Sex and Heart Attacks
Sex and heart attacks: What if you had a heart attack a few months ago and are doing well and exercising on a regular basis. You want to have sex again, but you are afraid that having sex might kill you. The doctor says that everything is fine, but the last thing you want to do is die in bed making love!
For men, there is a connection between the blood flow in the heart and the blood flow in the penis. If a man has erectile dysfunction, there is a possibility he is developing cardiovascular problems at the same time (does not wake up with an erection). If a man has angina or has had a heart attack or a stroke, his chances of having erection problems doubles or triples. Eating well, losing weight and exercising can decrease a man’s risk for heart disease and also a man’s risk for erectile dysfunction.
The good news is that most people who have had a heart attack can safely have sex again. Ultimately it will be up to your cardiologist to determine whether it’s safe to have sex again. Most people can start having sex again 3 to 6 weeks after their condition becomes stable following an attack. And once sex is resumed, start slowly. This is the time for good communication. The closeness and intimacy that cuddling and lovemaking provide for both you and your partner may also turn out to be a major positive in not only the physical healing but also the psychological healing.
If heart disease is involved, you or your partner might be anxious about the effects of having sex on the heart. Sex can increase the heart rate and blood pressure, which means that the heart has to work harder. For someone with coronary heart disease, this could lead to breathlessness or chest pain.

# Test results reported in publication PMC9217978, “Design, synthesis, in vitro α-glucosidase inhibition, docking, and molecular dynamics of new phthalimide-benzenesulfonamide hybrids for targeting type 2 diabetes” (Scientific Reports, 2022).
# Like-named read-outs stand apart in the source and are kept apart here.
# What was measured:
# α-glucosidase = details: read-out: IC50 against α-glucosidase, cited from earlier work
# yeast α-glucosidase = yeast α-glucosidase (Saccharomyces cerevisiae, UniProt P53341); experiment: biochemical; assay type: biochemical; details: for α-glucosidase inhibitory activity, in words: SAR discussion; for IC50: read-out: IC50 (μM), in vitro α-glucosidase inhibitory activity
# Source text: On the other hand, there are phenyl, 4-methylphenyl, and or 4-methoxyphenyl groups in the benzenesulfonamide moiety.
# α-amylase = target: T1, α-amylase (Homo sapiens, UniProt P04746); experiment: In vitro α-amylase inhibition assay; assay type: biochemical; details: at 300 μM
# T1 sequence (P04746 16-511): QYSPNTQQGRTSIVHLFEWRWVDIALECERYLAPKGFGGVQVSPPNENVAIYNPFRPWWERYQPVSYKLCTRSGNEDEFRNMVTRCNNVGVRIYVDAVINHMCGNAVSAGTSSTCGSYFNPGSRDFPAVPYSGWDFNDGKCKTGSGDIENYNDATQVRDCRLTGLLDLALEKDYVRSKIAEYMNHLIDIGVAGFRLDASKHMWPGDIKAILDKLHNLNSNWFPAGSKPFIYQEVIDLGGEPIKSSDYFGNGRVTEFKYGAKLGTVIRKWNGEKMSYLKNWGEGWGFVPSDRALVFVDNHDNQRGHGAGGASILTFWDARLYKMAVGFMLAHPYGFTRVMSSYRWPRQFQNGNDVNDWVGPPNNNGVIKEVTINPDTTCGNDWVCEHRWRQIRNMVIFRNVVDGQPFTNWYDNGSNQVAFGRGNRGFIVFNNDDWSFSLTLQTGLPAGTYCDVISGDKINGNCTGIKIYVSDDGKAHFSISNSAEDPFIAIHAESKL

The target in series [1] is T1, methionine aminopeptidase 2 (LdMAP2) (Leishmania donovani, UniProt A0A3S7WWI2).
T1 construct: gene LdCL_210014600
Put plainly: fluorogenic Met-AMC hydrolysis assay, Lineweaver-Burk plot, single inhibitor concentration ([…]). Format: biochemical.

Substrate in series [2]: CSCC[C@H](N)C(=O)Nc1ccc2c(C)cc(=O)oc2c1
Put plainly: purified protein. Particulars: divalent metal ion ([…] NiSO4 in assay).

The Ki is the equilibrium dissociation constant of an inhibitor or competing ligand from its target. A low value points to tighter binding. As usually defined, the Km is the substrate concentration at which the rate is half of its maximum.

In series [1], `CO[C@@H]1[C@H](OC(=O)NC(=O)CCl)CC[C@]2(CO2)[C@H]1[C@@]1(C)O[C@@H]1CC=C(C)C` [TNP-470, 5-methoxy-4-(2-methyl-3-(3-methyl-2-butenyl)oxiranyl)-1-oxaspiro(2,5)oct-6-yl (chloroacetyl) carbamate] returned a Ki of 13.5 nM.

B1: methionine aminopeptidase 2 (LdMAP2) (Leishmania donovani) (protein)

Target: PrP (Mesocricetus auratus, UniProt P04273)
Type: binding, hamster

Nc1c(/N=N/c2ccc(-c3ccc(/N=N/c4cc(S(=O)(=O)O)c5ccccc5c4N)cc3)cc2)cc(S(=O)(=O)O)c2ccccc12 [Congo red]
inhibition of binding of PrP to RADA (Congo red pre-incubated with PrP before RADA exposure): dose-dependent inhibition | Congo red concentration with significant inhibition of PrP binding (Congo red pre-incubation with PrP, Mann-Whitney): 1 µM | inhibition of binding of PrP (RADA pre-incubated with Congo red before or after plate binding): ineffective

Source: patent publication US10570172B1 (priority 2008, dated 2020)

Many doctors say that if you can walk about 300 yards on the flat or climb two flights of stairs briskly without getting chest pain or feeling breathless, it is probably safe to resume sexual activity again. After successful angioplasty, sexual activity can be safely resumed after a few days. After cardiac surgery, sex can start again as soon as you feel able – it may take over four weeks until you feel ready. Surgery might have left you with pain in your chest. This, as well as the coarse chest hair that male patients develop, can lead to discomfort for both partners. Sometimes placing a soft cushion or towel between you can help.
If you get angina during sex, you may like to discuss this with your doctor who may suggest taking nitrate drugs such as glyceryl trinitrate (GTN) spray beforehand. You could keep your nitrate spray by your bed as a safeguard. If you experience breathlessness during sex, it is best to consult your doctor, as he or she may be able to prescribe medication to help with this.
Try not to have sex for at least two hours after having a meal or a hot bath, as this can put extra strain on the heart. You may also be less likely to get symptoms after a good night’s sleep, because you will be more relaxed. Make sure the bedroom is comfortable and warm, as the cold can bring on an angina attack. If your breathlessness is very limiting, you may need to depend on your partner taking a more active role in sex, or use the least stressful position possible.
You might notice a change in your libido after a heart attack or surgery. Anxiety and medications may affect your sex drive, causing a loss of interest in sex. Your physician will be able to share with you the side effects of the different medications that you are taking. Talking with a sex therapist can help you manage the anxiety that goes along with having had a heart attack, and give you tips on ways to recover, sexually and emotionally.
It is quite normal for you and even your partner to be scared about resuming sex. The two of you should focus on being loving, gentle and caring with each other. Be romantic with soft music and candlelight dinners. And most importantly, speak honestly with your partner about your sexual changes. You both will be much happier, and together, you can make things better. Sex and heart attacks can go together